Fab a La Silla

Fabrizio Arrigoni Battaia

Scientific Staff


Welcome! I am an astrophysicist on a tenure-track position at the Max Planck Institute for Astrophysics (MPA) in Garching, Germany. Before I held a postdoctoral fellowship at the same institute and I was a Research Fellow at the headquarters of the European Southern Observatory (ESO). As part of my functional work at ESO, I conducted observations for the astronomical community at the APEX telescope (~40 nights/year), and assess the feasibility of the proposed projects for the same telescope.

My research is focused on galaxy formation and evolution, with particular attention to the characterization of the properties of the circum-galactic medium (CGM) around high-redshift (z~2-3) QSOs (active supermassive black holes in the center of massive galaxies). Indeed, the CGM (the diffuse gaseous phase around galaxies) encloses precious information on the events and mechanisms that shape galaxy formation and evolution. The study of this extended gaseous phase thus allows me to better constrain the build-up of the massive galaxies themselves.

To characterize the CGM of massive galaxies a multiwavelength approach is mandatory. I usually study (1) the ionized gas phase in the optical and infrared using 10m class telescopes (VLT, Gemini, Keck); (2) the dust and obscured companion at (sub)-millimeter wavelengths, with both single-dish and interferometric observations (APEX, JCMT, SMA, ALMA); (3) the molecular phase at (sub)-millimeter wavelengths (APEX, ALMA); and (4) the radio activity (e.g. GMRT). I then compare my observations to state-of-the-art "zoom-in" cosmological simulation of galaxy formation.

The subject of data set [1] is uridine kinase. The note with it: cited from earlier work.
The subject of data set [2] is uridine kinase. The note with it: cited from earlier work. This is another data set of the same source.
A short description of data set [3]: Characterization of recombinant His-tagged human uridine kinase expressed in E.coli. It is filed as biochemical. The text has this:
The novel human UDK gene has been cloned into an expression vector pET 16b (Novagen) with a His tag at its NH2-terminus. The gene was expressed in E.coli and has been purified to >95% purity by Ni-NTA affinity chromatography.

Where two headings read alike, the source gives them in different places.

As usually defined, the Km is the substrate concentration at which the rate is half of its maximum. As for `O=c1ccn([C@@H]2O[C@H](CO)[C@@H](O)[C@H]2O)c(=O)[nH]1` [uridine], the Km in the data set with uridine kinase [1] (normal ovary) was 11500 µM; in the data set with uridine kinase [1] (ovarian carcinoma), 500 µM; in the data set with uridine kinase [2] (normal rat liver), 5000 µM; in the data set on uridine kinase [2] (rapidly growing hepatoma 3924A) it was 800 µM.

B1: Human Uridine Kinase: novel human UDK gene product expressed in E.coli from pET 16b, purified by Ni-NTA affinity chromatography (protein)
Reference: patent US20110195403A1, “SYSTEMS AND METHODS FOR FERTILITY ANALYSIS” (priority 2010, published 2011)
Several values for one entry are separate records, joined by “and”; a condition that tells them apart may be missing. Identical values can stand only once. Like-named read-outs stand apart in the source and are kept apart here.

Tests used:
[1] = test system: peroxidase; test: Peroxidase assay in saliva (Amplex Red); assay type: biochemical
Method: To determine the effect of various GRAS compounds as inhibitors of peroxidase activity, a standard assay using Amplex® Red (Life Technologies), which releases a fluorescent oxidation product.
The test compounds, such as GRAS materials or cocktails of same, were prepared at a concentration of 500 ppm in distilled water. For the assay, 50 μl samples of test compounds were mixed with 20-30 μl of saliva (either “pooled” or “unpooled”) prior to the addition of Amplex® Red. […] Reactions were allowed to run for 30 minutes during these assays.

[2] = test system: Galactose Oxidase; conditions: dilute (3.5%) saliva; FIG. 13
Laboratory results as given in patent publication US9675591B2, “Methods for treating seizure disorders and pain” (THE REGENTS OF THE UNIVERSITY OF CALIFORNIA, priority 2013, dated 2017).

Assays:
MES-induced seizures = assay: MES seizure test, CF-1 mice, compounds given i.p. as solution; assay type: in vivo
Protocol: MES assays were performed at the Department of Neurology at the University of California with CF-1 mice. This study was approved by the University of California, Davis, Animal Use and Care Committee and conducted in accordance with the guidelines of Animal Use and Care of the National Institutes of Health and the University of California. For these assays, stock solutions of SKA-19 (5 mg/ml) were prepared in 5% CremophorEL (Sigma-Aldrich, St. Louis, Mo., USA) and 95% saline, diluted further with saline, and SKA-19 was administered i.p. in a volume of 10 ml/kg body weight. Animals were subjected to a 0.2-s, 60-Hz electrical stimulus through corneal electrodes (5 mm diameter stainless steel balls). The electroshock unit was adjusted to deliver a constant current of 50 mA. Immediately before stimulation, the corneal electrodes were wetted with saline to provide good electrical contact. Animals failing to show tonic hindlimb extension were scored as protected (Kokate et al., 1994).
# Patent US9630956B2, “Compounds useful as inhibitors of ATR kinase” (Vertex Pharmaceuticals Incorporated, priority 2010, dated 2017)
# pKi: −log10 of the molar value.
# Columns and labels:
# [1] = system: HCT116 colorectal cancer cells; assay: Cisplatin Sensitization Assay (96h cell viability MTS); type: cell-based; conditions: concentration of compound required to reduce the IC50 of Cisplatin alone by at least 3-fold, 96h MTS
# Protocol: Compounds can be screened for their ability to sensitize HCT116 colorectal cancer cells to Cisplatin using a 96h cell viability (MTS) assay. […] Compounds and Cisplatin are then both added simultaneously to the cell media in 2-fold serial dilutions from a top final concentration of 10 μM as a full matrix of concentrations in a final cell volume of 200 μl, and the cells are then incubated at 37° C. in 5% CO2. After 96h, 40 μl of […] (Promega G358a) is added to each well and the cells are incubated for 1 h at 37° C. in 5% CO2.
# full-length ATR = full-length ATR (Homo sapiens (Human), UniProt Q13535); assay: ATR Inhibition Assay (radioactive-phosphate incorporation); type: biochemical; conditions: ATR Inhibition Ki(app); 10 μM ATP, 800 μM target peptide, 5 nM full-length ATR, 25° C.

Recently, together with my collaborators, we have been able to trace emission out to large distances from the targeted QSOs. Such emission extends out to the scales of the so-called intergalactic medium (IGM): a network of filaments connecting the overdense regions of the Universe. We currently call the extrema of these large-scale emissions Enormous Lyman-Alpha Nebulae (ELAN): rare, bright, and extremely extended nebulosities discovered in the Hydrogen Lyman-Alpha transition.